White House Cybersecurity Strategy: The Essence

The “National Cyber Strategy”, released recently by the White House, offers a broad blueprint for America’s approach to cybersecurity.  Let’s look its four “pillars”, and their key elements.

1. Protecting the American People, Homeland, and the American Way of Life
Such a broad mandate obviously covers a lot of ground, but some key items to note are the emphasis on risk management (especially supply chain risk management), and – contractors take note – the need to improve contractor security, presumably beyond the 800-171 requirements. The strategy also affects the private sector in its call for incentives, for cybersecurity in general, and for R&D particular.

An interesting component the strategy is Space Cybersecurity, which encompasses such critical systems as positioning, navigation, and timing (PNT) systems; intelligence, surveillance and reconnaissance (ISR); satellite communications; and weather monitoring systems.

On the legal front, we also see a call for greater enforcement of cybersecurity laws, and apprehension of hackers, both in the U.S. and abroad.

2. Promote American Prosperity
The second pillar focuses on business, recognizing the centrality of the Internet to business and commerce. First, it seeks to promote a “vibrant and resilient digital economy”, by incentivizing innovation in cybersecurity. It also calls for increased protections of American intellectual property.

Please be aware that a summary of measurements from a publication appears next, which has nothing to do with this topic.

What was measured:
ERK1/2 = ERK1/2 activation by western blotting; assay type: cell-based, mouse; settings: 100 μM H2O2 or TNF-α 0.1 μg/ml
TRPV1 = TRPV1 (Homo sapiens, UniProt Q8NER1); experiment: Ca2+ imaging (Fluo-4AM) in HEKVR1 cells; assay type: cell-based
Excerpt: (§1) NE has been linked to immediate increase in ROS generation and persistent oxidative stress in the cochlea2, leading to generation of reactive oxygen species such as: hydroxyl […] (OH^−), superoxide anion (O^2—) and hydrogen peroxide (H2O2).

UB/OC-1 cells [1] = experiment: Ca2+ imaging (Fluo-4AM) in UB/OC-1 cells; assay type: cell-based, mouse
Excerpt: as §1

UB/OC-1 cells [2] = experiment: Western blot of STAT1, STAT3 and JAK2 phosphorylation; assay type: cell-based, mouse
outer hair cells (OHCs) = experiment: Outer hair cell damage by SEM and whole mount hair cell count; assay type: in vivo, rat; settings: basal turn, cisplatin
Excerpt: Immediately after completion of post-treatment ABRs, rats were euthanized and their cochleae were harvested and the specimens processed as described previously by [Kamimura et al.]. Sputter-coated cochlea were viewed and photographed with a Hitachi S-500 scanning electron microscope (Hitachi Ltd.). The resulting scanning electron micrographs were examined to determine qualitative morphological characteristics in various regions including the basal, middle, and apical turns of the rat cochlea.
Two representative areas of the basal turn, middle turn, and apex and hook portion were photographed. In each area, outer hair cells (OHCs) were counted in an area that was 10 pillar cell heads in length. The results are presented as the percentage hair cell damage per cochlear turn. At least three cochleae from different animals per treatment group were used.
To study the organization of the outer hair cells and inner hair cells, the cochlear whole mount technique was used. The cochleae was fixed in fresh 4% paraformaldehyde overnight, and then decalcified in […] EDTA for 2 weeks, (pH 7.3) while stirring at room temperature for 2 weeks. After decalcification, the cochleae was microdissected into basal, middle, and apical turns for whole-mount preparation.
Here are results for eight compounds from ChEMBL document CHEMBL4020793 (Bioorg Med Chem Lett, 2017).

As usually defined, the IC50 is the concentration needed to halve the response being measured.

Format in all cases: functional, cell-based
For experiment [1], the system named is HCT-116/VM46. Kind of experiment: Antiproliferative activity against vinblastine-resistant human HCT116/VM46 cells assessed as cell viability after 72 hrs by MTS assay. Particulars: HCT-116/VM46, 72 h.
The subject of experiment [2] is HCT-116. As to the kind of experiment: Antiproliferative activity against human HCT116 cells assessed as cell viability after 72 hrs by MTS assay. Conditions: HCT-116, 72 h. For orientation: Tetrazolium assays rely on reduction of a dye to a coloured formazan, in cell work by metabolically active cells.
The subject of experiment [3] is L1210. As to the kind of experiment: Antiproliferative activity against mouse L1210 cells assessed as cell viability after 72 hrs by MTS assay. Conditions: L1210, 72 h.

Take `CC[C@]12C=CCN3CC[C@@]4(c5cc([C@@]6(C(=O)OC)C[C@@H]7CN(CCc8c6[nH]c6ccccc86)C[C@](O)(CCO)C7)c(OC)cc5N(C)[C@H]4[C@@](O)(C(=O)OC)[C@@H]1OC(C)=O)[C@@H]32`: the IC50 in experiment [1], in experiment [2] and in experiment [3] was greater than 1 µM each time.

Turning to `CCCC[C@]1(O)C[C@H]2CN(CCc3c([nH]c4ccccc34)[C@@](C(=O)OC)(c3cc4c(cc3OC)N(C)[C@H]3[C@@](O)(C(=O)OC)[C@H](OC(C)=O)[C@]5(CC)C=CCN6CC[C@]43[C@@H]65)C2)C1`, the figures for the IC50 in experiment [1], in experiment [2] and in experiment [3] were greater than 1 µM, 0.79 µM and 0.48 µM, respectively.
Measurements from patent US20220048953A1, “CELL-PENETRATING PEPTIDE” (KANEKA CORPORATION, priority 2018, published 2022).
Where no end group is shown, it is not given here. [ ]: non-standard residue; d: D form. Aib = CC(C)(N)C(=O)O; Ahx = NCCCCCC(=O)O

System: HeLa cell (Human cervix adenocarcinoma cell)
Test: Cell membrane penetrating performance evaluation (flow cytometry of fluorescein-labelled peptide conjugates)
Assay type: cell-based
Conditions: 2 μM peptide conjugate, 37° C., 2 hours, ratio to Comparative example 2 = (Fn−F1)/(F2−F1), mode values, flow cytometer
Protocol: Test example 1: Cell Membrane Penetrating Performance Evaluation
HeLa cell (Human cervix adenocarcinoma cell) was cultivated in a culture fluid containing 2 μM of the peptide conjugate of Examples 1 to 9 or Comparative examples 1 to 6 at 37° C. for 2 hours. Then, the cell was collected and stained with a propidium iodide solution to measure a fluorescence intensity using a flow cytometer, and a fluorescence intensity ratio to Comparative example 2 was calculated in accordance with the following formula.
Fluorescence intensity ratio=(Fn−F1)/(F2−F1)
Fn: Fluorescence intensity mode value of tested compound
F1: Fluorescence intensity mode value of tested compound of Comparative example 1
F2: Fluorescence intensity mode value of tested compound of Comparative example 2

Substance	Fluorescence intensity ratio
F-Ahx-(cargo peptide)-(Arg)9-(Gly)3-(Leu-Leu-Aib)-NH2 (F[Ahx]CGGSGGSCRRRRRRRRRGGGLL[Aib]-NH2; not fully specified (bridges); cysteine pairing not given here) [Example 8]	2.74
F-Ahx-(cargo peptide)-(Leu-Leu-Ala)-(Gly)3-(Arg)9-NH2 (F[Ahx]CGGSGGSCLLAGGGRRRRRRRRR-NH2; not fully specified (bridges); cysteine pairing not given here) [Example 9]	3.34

Perhaps the most important element of this pillar is the call for an expanded and improved cybersecurity workforce. Success in this area is critical; workforce woes are a common theme throughout the Federal cybersecurity world.

3. Preserve Peace Through Strength
In some ways, this pillar is a diplomatic initiative, since it calls for cooperation with other countries to improve “universal adherence to Cyber Norms”. Nations that don’t cooperate, however, may have to pay a price. The strategy also urges attribution and deterrence of unacceptable behavior, including actions to “Counter Malign Cyber Influence and Information Operations”, more commonly known as “hack back”. This could prove controversial, as there are many opinions – few of them mild – on the efficacy and wisdom of this approach.

4. Advance American Influence
The fourth and final pillar of the strategy seeks to establish an “Open, Interoperable, Reliable, and Secure Internet”, by working with like-minded nations, creating a “multi-stakeholder model of governance”, and improving overall communications infrastructure.

All four pillars set out noble and worthwhile goals. Cybersecurity, however, is a notoriously knotty problem, so achieving these goals may prove difficult. We have no choice but to try, though. We do this by deploying the market’s best technologies from DLT’s technology partners and through continuous innovation and constant improvement.

Want to learn more? Check out this in-depth webinar from DLT, White House Cybersecurity Strategy: The Essence.

Don Maclean